When most people discuss globalization and income inequality, they talk about policies to alleviate the problem. That is an important part of the equation. But Pope Francis recently addressed the heart of the matter.
I recognize that globalization has helped many people to rise from poverty, but it has condemned many others to hunger. It’s true that in absolute terms it grows world wealth, but it also increased the disparity and the new kinds of poverty.
What I notice is that this system is maintained with the culture of waste, of which I have already spoken several times. There is a politics, sociology, and also an attitude of rejection.
When at the center of the system there is not anymore man but money, when money becomes an idol, men and women are reduced and simply instruments of a social system and an economy characterized, indeed dominated by deep imbalances.
That reminded me of something David Simon said a few years ago when he talked about why he created the HBO series The Wire.
We are in the postindustrial age. We do not need as many of us as we once did. We don’t need us to generate capital, to secure wealth. We are in a transitive period where human beings have lost some of their value. Now, whether or not we can figure out a way to validate the humanity of the individual, I have great doubts…
The Wire is certainly an angry show. It’s about the idea that we are worth less. And that is an unreasonable thing to contemplate for all of us. It is unacceptable. And none of us wants to be part of a world that is going to do that to human beings. If we don’t exert on behalf of human dignity at the expense of profit and capitalism and greed, which are inevitabilities, and if we can’t modulate them in some way that is a framework for an intelligent society, we are doomed. It is going to happen sooner than we think. I don’t know what form it will take. But I know that every year America is going to be a more brutish and cynical and divided place.
And finally, I was reminded of what Derrick Jensen wrote in The Culture of Make Believe about a conversation he had with a friend on the similarities between hate groups and corporations.
He said, “They’re cousins.”
I just listened.
“Nobody talks about this,” he said, “but they’re branches from the same tree, different forms of the same cultural imperative…”
“To rob the world of its subjectivity.”
“Wait – ” I said.
“Or to put this another way,” he continued, “to turn everyone and everything into objects.”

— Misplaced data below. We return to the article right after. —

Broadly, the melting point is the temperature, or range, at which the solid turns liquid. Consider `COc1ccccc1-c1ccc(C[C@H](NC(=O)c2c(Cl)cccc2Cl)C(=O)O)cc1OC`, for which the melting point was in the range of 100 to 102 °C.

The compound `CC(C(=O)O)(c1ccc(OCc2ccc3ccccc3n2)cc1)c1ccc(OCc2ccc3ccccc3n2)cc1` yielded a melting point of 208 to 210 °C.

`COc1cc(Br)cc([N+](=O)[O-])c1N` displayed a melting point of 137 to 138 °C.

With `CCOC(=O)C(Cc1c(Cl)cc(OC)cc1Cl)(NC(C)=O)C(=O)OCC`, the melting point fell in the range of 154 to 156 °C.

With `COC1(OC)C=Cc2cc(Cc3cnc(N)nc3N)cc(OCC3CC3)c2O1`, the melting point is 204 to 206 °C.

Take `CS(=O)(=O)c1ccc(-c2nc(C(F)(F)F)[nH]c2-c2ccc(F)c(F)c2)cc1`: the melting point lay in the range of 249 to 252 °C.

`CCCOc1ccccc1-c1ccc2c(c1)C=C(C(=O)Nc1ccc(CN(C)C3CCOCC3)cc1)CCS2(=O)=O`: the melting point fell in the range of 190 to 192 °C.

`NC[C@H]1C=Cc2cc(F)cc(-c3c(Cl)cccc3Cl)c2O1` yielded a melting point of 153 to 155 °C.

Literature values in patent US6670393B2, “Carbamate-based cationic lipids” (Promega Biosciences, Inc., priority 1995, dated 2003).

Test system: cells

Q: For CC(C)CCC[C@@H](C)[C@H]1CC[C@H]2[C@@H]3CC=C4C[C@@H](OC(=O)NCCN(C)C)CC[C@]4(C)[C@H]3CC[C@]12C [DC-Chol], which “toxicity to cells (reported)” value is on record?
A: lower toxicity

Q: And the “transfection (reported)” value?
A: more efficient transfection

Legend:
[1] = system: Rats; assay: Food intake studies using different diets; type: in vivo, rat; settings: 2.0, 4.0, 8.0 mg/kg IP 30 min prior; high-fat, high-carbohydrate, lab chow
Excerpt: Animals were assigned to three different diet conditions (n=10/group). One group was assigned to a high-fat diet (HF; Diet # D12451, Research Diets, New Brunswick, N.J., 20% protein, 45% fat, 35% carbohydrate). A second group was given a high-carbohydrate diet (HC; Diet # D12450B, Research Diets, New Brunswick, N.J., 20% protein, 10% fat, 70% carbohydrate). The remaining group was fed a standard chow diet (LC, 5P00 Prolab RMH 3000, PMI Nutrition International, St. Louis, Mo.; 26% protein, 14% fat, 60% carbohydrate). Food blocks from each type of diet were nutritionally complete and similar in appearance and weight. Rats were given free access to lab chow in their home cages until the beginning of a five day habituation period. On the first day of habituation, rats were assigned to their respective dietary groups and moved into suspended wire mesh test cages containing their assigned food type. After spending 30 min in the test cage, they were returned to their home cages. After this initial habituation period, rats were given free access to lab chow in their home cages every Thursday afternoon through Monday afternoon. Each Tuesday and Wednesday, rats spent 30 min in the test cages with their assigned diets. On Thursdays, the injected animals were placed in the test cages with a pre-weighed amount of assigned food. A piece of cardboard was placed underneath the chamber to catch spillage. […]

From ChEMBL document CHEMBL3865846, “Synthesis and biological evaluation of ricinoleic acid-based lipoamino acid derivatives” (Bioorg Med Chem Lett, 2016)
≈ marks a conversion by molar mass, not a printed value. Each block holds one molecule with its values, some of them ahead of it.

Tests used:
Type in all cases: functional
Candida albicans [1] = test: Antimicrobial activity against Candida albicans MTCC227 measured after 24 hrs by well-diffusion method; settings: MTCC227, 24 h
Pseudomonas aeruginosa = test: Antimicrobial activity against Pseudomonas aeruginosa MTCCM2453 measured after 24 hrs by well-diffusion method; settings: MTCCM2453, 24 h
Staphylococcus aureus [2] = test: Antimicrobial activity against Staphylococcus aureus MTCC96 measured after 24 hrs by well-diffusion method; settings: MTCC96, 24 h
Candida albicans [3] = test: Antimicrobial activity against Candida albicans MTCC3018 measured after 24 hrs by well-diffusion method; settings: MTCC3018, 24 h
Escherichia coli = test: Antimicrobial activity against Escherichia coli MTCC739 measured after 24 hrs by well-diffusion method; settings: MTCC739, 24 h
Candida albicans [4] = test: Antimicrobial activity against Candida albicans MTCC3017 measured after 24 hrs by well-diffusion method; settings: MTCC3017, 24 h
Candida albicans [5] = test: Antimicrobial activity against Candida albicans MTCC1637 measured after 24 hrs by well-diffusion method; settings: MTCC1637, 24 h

Robbing the world of its subjectivity means removing empathy and our feelings of mutuality. It means creating distance between “us” and “them.” It is also what Dr. Martin Luther King, Jr. was addressing when he said this:
We are caught in an inescapable network of mutuality, tied in a single garment of destiny. Whatever affects one directly, affects all indirectly.
Unity is the great need of the hour – the great need of this hour. Not because it sounds pleasant or because it makes us feel good, but because it’s the only way we can overcome the essential deficit that exists in this country.
I’m not talking about a budget deficit. I’m not talking about a trade deficit. I’m not talking about a deficit of good ideas or new plans.
I’m talking about a moral deficit. I’m talking about an empathy deficit. I’m taking about an inability to recognize ourselves in one another; to understand that we are our brother’s keeper; we are our sister’s keeper; that, in the words of Dr. King, we are all tied together in a single garment of destiny…
We are told that those who differ from us on a few things are different from us on all things; that our problems are the fault of those who don’t think like us or look like us or come from where we do…
Every day, our politics fuels and exploits this kind of division across all races and regions; across gender and party. It is played out on television. It is sensationalized by the media…
So let us say that on this day of all days, each of us carries with us the task of changing our hearts and minds. The division, the stereotypes, the scapegoating, the ease with which we blame our plight on others – all of this distracts us from the common challenges we face – war and poverty; injustice and inequality. We can no longer afford to build ourselves up by tearing someone else down. We can no longer afford to traffic in lies or fear or hate. It is the poison that we must purge from our politics; the wall that we must tear down before the hour grows too late.
Because if Dr. King could love his jailor; if he could call on the faithful who once sat where you do to forgive those who set dogs and fire hoses upon them, then surely we can look past what divides us in our time, and bind up our wounds, and erase the empathy deficit that exists in our hearts.